Our study has limitations. First, the absence of histopathologic confirmation is a limitation of our study, making inferences based on surrogate CT signs mandatory. Second, our study includes a relatively small numbers of study participants. Therefore, it is also possible that some relationships between variables were not identified due to underpowering, particularly in relation to subgroup analyses (18,21). Third, we had a limited proportion of participants with full lung function results. Fourth, breathlessness was assessed using participant-reported symptoms and the mMRC score. The latter score has a limited range of options and can be difficult to interpret. Furthermore, calculating premorbid mMRC is prone to recall bias. Especially in this cohort, difficulty differentiating between breathlessness and fatigue, weight gain between visits, and deconditioning call into question the validity and cause of patient-reported breathlessness, which may explain the lack of association between patient-reported breathlessness and persistent radiologic findings. Finally, multiple hypotheses testing means that P < .05 might not necessarily be statistically significant.

In summary, this study has shown that patient symptoms, abnormalities on CT scans, and changes in lung function are relatively common after COVID-19 and may persist well up to 12 months after discharge. In 81% of study participants (26 of 32), radiologic abnormalities regressed further between the 3-month and 12-month CT scan. Data from larger cohorts undergoing longer follow-up are likely to further clarify these results.

Disclosures of Conflicts of Interest: B.V. Grant to institution from Joint Research Committee. J.T. No relevant relationships. A.D. Consulting fees from Boehringer Ingelheim and Vicore. K.E.J.P. No relevant relationships. C.M.O. No relevant relationships. S.R.D. Fees for course tutor (Boehringer-Ingelheim Interstitial Lung Disease courses); fees for Oversight Ctte Group membership—GlaxoSmithKline (GSK3196165 contRAst Phase III trial); consultancy fees from Sensyne Health Group. P.L.S. No relevant relationships.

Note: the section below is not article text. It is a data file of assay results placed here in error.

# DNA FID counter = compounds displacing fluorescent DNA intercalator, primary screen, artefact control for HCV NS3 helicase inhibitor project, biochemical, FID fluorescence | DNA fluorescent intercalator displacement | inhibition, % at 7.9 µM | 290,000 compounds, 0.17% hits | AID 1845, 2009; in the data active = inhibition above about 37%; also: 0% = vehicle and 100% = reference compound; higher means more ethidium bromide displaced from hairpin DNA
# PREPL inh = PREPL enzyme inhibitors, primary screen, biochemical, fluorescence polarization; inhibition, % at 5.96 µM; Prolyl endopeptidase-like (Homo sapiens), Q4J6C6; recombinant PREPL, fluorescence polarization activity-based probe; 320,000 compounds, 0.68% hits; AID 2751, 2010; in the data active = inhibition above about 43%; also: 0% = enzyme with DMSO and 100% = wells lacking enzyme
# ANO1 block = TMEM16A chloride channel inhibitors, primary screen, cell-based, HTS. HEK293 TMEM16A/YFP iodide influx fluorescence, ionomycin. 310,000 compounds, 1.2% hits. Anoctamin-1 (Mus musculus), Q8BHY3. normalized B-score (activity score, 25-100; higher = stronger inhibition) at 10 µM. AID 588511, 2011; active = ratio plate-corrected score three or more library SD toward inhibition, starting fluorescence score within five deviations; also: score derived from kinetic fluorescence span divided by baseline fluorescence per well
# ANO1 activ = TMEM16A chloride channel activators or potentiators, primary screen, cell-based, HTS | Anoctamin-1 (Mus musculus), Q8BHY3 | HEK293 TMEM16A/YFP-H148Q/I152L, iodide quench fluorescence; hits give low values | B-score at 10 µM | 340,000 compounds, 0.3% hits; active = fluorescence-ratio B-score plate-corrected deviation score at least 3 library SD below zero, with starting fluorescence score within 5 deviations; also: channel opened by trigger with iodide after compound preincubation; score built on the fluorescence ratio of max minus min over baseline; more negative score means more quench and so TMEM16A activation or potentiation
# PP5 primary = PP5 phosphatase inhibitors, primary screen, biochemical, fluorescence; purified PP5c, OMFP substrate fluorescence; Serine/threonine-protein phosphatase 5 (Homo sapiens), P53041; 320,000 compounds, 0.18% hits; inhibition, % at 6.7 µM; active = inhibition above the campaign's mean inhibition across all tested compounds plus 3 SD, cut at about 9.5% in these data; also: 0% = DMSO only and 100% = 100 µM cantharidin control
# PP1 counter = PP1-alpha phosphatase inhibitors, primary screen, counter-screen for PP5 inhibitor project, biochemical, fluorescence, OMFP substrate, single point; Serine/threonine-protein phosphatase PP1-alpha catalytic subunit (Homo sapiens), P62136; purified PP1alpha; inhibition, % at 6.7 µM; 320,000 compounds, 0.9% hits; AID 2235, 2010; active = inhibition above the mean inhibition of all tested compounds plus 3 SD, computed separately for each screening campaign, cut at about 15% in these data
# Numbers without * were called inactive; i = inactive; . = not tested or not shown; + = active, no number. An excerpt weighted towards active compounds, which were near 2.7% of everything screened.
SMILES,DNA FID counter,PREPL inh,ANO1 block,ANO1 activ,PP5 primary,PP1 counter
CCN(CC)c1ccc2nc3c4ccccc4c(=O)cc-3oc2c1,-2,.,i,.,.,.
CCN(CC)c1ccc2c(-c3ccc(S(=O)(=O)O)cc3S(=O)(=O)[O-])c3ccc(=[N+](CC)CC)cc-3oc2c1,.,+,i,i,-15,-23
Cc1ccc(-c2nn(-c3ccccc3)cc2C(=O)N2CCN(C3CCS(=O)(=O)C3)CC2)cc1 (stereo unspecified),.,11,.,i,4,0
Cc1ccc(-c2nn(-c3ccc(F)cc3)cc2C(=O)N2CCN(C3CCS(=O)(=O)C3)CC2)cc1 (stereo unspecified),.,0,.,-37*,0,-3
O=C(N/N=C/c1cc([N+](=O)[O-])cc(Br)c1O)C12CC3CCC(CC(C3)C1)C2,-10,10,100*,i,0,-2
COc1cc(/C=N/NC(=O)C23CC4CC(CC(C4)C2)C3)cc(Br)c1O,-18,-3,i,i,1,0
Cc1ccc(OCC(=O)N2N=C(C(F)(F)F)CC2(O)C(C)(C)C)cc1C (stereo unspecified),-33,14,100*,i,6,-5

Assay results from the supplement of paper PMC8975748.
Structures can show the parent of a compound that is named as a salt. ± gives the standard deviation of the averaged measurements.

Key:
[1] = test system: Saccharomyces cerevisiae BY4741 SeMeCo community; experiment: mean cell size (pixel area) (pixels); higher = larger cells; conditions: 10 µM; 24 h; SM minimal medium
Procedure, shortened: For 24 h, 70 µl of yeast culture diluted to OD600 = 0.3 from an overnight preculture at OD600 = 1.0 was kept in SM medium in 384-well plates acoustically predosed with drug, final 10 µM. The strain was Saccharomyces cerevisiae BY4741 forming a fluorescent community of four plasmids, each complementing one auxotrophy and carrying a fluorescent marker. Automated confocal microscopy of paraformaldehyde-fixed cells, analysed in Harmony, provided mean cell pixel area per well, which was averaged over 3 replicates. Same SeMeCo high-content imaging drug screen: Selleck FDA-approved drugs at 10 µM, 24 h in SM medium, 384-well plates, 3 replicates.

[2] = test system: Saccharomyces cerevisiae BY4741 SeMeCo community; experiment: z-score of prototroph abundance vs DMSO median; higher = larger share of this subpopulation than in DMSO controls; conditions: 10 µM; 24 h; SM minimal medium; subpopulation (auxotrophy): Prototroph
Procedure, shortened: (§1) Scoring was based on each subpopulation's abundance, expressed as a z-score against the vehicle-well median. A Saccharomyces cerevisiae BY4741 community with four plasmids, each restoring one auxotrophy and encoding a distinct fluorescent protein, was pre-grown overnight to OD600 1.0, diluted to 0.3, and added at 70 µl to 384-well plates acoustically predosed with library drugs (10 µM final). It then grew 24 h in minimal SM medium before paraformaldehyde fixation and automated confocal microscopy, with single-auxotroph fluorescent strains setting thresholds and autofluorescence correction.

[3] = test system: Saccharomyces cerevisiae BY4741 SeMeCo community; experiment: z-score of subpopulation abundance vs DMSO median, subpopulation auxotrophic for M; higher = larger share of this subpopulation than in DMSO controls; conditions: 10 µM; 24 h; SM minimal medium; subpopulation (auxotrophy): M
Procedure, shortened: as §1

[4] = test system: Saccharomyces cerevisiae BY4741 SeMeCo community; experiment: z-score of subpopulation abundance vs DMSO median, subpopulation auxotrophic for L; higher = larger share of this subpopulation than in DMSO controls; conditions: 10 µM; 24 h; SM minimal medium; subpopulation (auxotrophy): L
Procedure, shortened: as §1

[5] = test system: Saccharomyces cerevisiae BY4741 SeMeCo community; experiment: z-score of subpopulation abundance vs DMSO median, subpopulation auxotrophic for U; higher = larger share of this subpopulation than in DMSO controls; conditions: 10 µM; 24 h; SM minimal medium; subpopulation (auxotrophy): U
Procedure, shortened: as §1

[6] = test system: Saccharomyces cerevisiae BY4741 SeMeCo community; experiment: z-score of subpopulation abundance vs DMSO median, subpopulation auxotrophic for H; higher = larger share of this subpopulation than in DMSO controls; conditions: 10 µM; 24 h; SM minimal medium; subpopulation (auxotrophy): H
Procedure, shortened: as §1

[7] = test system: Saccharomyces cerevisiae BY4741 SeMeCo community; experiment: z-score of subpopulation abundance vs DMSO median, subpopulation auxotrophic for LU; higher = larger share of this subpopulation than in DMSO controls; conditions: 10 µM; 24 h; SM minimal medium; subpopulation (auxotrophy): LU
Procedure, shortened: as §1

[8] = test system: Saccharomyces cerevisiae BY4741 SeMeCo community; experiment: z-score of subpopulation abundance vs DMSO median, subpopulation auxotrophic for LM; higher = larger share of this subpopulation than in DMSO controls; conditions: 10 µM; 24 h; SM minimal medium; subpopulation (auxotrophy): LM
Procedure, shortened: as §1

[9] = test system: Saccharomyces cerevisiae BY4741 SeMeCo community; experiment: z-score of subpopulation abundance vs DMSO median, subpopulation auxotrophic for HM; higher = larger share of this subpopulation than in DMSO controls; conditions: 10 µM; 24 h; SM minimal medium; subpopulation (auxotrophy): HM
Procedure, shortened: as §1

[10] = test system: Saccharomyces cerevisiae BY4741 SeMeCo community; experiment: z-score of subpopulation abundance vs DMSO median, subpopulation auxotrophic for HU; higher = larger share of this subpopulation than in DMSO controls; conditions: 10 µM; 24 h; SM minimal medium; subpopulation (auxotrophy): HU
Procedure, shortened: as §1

Author Contributions

Author contributions: Guarantors of integrity of entire study, B.V., S.R.D., P.L.S.; study concepts/study design or data acquisition or data analysis/interpretation, all authors; manuscript drafting or manuscript revision for important intellectual content, all authors; approval of final version of submitted manuscript, all authors; agrees to ensure any questions related to the work are appropriately resolved, all authors; literature research, B.V., S.R.D.; clinical studies, B.V., J.T., A.D., S.R.D., P.L.S.; statistical analysis, B.V.; and manuscript editing, all authors

B.V. is funded by the Joint Research Committee on behalf of CW+ and Westminster Medical School Research Trust. K.E.J.P. is supported by the Imperial College Clinician Investigator Scholarship.

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Article History

Received: July 15 2021
Revision requested: Aug 24 2021
Revision received: Sept 14 2021
Accepted: Sept 21 2021
Published online: Oct 5 2021
Published in print: May 2022